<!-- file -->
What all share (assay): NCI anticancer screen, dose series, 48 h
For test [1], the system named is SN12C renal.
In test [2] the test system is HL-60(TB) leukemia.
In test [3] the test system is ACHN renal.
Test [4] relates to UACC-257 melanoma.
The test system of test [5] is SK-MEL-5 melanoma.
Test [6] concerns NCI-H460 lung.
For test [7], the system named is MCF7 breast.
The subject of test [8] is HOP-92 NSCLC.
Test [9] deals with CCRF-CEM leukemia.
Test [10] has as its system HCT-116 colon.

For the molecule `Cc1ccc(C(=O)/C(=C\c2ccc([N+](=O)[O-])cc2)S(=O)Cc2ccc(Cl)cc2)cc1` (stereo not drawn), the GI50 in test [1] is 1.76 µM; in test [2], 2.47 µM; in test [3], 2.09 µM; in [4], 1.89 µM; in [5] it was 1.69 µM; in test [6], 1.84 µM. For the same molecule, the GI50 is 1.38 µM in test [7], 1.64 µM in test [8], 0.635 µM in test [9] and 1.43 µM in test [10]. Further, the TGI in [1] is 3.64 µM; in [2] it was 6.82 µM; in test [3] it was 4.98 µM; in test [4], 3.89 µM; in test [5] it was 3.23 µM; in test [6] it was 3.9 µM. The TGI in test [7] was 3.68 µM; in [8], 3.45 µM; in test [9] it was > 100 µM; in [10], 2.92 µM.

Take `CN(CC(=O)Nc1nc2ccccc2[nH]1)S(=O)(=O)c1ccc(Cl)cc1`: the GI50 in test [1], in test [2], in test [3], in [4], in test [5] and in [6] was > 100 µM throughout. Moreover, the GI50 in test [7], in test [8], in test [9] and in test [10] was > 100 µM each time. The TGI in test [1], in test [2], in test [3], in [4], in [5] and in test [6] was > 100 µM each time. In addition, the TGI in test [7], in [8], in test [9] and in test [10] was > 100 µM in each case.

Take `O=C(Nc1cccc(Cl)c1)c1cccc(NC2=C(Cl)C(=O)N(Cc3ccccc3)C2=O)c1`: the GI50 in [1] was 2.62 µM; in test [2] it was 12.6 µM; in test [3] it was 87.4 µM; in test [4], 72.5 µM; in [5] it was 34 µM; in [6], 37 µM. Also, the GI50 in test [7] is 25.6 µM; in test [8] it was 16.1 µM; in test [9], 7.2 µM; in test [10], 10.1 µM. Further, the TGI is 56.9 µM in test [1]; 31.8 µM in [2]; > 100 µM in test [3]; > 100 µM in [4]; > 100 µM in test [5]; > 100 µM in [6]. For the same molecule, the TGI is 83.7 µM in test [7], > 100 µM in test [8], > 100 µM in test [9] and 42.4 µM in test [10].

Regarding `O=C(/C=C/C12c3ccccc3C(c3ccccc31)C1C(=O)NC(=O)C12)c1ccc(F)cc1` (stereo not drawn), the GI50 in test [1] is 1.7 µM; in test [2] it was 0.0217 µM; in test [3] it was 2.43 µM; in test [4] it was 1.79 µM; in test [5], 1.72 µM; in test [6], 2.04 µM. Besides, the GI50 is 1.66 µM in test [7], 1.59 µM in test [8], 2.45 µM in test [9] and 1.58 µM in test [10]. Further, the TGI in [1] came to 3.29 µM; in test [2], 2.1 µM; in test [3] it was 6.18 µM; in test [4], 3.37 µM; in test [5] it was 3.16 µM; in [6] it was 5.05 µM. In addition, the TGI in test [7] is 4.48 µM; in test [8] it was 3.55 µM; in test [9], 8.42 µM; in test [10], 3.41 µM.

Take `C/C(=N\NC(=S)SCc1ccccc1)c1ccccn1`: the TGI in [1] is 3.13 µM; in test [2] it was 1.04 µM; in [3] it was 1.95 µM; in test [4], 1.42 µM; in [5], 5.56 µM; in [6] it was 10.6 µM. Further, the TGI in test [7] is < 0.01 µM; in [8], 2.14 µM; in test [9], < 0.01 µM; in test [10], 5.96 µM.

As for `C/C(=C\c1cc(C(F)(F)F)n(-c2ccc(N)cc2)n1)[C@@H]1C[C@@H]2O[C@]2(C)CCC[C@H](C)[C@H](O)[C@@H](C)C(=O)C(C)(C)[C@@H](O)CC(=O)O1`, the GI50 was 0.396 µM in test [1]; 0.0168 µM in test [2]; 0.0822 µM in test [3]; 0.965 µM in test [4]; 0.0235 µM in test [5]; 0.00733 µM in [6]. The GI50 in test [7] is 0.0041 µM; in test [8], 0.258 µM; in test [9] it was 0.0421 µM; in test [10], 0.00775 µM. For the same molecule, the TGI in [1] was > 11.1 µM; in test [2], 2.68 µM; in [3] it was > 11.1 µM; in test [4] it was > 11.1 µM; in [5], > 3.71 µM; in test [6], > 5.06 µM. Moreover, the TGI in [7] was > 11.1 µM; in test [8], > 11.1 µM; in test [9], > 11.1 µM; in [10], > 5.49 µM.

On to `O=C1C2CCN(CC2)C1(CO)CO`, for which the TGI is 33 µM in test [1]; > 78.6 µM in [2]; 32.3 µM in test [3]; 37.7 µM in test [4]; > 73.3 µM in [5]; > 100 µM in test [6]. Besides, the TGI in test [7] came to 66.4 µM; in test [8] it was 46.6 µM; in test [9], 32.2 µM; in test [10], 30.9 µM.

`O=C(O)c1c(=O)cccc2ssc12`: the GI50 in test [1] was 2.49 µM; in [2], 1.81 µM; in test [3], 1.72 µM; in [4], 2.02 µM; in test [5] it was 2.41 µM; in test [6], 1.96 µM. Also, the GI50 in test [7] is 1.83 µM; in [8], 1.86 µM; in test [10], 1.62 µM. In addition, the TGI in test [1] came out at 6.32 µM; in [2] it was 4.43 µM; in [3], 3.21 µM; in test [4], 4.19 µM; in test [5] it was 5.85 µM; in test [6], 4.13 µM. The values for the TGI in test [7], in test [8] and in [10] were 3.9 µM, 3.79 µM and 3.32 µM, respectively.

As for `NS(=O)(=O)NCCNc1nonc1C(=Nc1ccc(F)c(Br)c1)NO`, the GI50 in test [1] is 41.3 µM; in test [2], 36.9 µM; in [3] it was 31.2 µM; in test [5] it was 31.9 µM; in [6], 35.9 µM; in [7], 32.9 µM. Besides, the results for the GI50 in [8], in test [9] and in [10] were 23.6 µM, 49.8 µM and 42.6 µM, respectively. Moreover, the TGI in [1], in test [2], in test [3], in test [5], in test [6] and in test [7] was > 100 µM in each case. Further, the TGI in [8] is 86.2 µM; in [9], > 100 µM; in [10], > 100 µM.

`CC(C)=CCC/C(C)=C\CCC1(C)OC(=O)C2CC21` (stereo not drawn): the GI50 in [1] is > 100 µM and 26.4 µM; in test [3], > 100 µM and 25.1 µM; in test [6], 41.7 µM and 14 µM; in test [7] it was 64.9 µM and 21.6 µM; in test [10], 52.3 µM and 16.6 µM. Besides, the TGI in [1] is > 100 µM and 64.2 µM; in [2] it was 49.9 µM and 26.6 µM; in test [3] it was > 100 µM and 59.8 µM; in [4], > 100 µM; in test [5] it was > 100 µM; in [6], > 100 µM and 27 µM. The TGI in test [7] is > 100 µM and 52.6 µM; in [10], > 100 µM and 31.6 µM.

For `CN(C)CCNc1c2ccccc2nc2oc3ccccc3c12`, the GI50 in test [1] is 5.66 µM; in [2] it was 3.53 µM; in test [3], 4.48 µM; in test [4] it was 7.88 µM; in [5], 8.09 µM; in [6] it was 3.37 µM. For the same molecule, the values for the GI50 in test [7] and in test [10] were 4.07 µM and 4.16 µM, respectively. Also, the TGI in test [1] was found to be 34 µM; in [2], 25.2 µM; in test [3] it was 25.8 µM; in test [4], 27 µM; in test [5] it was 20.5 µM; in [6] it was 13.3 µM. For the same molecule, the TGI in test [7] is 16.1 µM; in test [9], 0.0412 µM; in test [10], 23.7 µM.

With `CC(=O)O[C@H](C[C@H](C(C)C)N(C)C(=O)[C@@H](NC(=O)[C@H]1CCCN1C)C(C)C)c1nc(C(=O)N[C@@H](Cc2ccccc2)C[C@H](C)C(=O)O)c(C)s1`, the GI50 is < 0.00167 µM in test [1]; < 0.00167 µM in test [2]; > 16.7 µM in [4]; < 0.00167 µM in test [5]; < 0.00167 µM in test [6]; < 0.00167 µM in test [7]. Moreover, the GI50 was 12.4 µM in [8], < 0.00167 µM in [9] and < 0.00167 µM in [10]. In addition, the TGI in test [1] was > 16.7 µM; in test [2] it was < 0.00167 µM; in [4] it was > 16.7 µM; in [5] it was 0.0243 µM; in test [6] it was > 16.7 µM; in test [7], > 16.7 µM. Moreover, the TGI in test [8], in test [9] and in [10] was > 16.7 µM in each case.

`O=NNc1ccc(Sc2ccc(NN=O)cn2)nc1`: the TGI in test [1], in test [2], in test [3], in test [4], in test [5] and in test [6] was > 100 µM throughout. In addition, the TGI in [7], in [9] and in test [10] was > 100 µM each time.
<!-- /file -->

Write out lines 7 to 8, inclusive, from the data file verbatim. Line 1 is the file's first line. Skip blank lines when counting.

Test [6] concerns NCI-H460 lung.
For test [7], the system named is MCF7 breast.